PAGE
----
Government officials are another group. This is especially true now with central government getting bigger and bigger, and bent on controlling more and more elements of a person’s life. When such power incrementally gets larger over time, people shift over to being more compliant and accepting of higher-up dominance. Such a shift, IMO, tends to produce a aura of invincibility in some, opening the door to less transparency and oversight at the top, cover-ups, and more abuses at the bottom.

I think examples, in current day government, are the subtle and somewhat secret expansion of the drone program, recently called out loosely by a lib (Tina Brown) saying, “this might be cause for impeachment if it had happened under Bush.” Another glaring one is the Benghazi muddle — where there appears to be so much obfuscation, delay, lies, contrary information, incorrect statements — and, no one at the top has been held accountable. What about the Bob Menendez travesty, lew’s Cayman Island holdings (when so much was made out of Romney’s), the reckless spending of green energy funds, many to Presidential donors and bundlers, at taxpayer’s expense, or the Guru of Global Warming and anti fossil fuel ex-VP getting rich off a sale to a dubious company from an oil-rich ME country?

Icepick February 10, 2013 at 5:30 pm

Reynolds, you’ve been decrying the paranoia of those of us who don’t trust the police.

Turns out there is reason to not trust the cops. According to the LA Times, AT LEAST SEVEN police officers opened fire on the truck of Margie Carranza, 47, and her mother, Emma Hernandez, 71. Looking at a picture of the back of the truck I count over 30 bullet holes. On neighbor reports that five shots struck the front entrance of his house. Other witnesses claim over 50 shots were fired, but who can tell at this point? Depending on the weapons used (some reports state that the police have been carrying AR-15s for their guard duty), 50 shots could be well on the low end of the number of shots fired.

So does this count as police professionalism or not? They shot at two Hispanic women, instead of one six foot tall 270 pound black man, who were in the wrong make and model of vehicle that was also the wrong color. I can forgive them getting the color wrong because of nighttime, but they got the number of suspects wrong, the ethnicity wrong, the sex wrong, the height wrong , the weight wrong, the make of vehicle wrong and the model of vehicle wrong. Plus, the “dangerous suspects” were armed with newspapers not firearms. Plus all indications are that the police did NOT identify themselves, and their discharges put civilians (other than the two they were shooting at) in jeopardy. This reeks of the police having shoot to kill orders, as well as kill on sight orders.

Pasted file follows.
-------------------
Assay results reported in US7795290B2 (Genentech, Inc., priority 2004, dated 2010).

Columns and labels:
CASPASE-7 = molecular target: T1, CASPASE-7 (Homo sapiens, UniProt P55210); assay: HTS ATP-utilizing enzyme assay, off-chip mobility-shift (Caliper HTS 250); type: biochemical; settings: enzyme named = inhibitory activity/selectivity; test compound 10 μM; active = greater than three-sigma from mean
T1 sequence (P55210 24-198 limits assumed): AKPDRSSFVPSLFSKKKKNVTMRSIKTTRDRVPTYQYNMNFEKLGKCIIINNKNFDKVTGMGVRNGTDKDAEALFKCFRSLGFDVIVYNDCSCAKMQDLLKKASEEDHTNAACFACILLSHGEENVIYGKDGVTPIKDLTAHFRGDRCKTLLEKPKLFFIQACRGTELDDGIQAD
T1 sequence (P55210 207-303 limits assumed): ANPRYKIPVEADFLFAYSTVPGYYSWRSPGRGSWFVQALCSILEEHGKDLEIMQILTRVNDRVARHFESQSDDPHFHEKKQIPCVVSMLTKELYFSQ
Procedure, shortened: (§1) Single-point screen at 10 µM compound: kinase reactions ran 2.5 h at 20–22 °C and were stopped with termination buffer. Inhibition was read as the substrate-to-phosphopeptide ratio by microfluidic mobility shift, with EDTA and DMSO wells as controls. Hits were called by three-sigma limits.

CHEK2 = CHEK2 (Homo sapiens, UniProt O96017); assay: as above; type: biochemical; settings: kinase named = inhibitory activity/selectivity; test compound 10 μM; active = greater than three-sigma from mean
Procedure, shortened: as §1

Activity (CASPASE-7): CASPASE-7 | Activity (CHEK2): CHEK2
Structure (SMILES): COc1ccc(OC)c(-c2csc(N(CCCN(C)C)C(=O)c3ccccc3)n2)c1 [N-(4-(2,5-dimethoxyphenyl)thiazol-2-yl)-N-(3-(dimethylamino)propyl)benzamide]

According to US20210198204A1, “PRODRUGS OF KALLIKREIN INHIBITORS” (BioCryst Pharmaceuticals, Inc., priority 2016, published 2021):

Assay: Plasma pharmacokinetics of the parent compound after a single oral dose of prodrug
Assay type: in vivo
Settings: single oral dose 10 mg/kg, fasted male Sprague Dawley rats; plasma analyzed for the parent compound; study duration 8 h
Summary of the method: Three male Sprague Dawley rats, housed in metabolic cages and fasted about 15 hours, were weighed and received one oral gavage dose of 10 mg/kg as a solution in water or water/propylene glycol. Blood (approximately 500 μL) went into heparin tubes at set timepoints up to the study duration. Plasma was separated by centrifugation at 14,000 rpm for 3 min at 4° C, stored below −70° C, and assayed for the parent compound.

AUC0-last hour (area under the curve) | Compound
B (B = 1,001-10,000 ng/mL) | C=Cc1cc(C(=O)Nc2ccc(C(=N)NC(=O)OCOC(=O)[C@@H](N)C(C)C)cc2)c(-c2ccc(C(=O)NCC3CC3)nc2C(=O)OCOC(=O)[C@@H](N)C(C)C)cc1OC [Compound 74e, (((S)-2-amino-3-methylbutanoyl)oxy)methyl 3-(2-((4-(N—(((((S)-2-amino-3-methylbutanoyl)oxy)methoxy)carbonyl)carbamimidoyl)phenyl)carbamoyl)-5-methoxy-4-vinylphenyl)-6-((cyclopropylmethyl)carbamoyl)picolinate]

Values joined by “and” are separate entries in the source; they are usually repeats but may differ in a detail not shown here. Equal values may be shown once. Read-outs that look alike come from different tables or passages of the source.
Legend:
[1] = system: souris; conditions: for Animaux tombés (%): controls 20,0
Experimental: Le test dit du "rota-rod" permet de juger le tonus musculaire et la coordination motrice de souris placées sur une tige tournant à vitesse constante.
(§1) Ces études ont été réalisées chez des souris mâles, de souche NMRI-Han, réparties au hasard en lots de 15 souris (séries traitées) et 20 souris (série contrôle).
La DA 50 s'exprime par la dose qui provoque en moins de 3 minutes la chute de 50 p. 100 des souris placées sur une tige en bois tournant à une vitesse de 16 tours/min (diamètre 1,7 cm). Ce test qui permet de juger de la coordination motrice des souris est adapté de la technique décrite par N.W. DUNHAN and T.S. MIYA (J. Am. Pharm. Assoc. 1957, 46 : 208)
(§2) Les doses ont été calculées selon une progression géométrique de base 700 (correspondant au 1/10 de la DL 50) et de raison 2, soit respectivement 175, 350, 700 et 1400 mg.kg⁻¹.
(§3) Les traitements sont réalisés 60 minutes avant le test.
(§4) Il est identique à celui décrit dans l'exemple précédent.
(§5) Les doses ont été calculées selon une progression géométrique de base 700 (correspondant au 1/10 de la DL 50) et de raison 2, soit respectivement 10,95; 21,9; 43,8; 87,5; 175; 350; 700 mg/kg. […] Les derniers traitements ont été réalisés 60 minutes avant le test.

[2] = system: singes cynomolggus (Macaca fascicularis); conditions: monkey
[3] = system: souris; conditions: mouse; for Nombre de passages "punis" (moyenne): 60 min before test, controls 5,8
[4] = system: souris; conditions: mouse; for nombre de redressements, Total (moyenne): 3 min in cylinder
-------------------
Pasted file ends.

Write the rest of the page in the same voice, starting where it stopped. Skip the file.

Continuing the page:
But please, tell me again how much we should trust the police.

Icepick February 10, 2013 at 5:48 pm

Sorry, I forgot the link to the LA Times story.

Also, I should mention the reason I don’t remember the cop giving me grief is because I also had a severe concussion. I had two or three days of memory wiped by the experience. I don’t recommend it.

jan February 10, 2013 at 11:18 pm

A million dollar reward now for this rogue cop, and he is supposedly ‘chased by a drone.’ I can’t remember this kind of anxiety over anyone except maybe OBL!

Icepick February 11, 2013 at 7:21 am
Dave Schuler February 11, 2013 at 8:02 am

That’s really no surprise, Ice. Anybody who knew anything about the healthcare system (including me) warned that there weren’t enough physicians for an expansion of services. It required ideological blinders not to believe that the first order of business, if you wanted to expand services, was a sharp increase in the number of billets in medical school, something the practice of medicine has been loth to do for a century. An increase in the number of GPs (as opposed to specialists) would have been nice, too.

Icepick February 11, 2013 at 8:14 am

I’m not surprised. Perhaps I should have added an irony tag, or a “Surprise! Surprise! Surprise!” link.

What’s interesting is that the nation’s leaders do seem surprised.

TastyBits February 11, 2013 at 9:51 am

Most middle-middle income and above do not have the same experience as many on the lower end, and it is mostly limited to large urban areas with a large amount of crime. There is a racial component, and a black/brown person will have a different experience from a white person.

There have been cases of police officers ordering a “hit” on police who complain to Internal Affairs. It seems inconceivable to many people, but it does happen.

Steve Verdon February 11, 2013 at 12:31 pm

Turns out there is reason to not trust the cops. According to the LA Times, AT LEAST SEVEN police officers opened fire on the truck of Margie Carranza, 47, and her mother, Emma Hernandez, 71. Looking at a picture of the back of the truck I count over 30 bullet holes. On neighbor reports that five shots struck the front entrance of his house. Other witnesses claim over 50 shots were fired, but who can tell at this point? Depending on the weapons used (some reports state that the police have been carrying AR-15s for their guard duty), 50 shots could be well on the low end of the number of shots fired.

And with that, no more Reynolds in this thread. That is extremely unprofessional behavior…it is dangerous behavior, extremely so to the general public. All officers involved should be suspended, criminal charges should be lodged, and the DA should be taking action. If convicted they should be fired.

Of course none of that will ever happen….because they are cops.

But everyone, Michael is an adult, so you should listen to him.